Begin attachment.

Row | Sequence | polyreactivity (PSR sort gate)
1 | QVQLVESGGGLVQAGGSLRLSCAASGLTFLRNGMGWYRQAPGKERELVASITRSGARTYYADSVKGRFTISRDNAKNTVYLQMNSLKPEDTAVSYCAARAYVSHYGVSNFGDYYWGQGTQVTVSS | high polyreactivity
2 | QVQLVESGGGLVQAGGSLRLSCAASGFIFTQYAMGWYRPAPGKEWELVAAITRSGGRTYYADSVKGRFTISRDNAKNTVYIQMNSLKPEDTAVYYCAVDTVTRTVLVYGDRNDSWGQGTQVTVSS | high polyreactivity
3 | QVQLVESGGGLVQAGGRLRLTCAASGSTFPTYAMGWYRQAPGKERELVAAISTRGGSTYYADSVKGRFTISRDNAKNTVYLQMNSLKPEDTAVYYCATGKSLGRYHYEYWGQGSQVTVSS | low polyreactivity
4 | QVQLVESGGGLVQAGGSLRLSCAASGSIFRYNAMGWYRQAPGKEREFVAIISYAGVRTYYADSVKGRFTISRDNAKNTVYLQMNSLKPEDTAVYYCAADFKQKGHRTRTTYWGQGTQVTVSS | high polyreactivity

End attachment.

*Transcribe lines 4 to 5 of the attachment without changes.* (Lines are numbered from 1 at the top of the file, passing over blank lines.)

3 | QVQLVESGGGLVQAGGRLRLTCAASGSTFPTYAMGWYRQAPGKERELVAAISTRGGSTYYADSVKGRFTISRDNAKNTVYLQMNSLKPEDTAVYYCATGKSLGRYHYEYWGQGSQVTVSS | low polyreactivity
4 | QVQLVESGGGLVQAGGSLRLSCAASGSIFRYNAMGWYRQAPGKEREFVAIISYAGVRTYYADSVKGRFTISRDNAKNTVYLQMNSLKPEDTAVYYCAADFKQKGHRTRTTYWGQGTQVTVSS | high polyreactivity